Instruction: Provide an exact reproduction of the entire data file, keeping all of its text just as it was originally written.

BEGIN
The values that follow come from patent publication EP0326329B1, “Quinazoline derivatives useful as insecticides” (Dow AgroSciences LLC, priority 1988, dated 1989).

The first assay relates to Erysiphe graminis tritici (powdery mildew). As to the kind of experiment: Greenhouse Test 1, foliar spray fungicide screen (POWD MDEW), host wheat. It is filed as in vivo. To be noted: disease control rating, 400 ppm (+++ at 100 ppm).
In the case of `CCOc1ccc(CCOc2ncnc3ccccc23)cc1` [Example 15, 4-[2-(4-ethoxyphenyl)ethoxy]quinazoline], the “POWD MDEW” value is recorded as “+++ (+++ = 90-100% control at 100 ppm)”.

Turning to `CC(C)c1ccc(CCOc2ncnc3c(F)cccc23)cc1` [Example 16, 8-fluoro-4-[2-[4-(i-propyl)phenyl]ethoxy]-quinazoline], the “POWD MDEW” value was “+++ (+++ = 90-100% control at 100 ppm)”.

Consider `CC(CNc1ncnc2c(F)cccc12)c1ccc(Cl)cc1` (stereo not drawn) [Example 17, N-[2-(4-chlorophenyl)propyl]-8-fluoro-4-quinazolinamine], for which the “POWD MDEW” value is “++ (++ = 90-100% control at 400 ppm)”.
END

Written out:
The values that follow come from patent publication EP0326329B1, “Quinazoline derivatives useful as insecticides” (Dow AgroSciences LLC, priority 1988, dated 1989).

The first assay relates to Erysiphe graminis tritici (powdery mildew). As to the kind of experiment: Greenhouse Test 1, foliar spray fungicide screen (POWD MDEW), host wheat. It is filed as in vivo. To be noted: disease control rating, 400 ppm (+++ at 100 ppm).
In the case of `CCOc1ccc(CCOc2ncnc3ccccc23)cc1` [Example 15, 4-[2-(4-ethoxyphenyl)ethoxy]quinazoline], the “POWD MDEW” value is recorded as “+++ (+++ = 90-100% control at 100 ppm)”.

Turning to `CC(C)c1ccc(CCOc2ncnc3c(F)cccc23)cc1` [Example 16, 8-fluoro-4-[2-[4-(i-propyl)phenyl]ethoxy]-quinazoline], the “POWD MDEW” value was “+++ (+++ = 90-100% control at 100 ppm)”.

Consider `CC(CNc1ncnc2c(F)cccc12)c1ccc(Cl)cc1` (stereo not drawn) [Example 17, N-[2-(4-chlorophenyl)propyl]-8-fluoro-4-quinazolinamine], for which the “POWD MDEW” value is “++ (++ = 90-100% control at 400 ppm)”.